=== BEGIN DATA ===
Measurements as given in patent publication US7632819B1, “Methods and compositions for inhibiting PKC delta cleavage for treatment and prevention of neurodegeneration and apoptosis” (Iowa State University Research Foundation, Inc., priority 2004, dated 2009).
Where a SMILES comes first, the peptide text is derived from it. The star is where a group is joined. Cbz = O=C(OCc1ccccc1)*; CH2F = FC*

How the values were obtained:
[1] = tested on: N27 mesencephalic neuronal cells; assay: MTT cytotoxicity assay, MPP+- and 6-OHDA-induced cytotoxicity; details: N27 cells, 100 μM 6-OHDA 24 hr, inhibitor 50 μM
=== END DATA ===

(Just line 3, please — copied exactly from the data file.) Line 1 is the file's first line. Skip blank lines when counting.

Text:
How the values were obtained: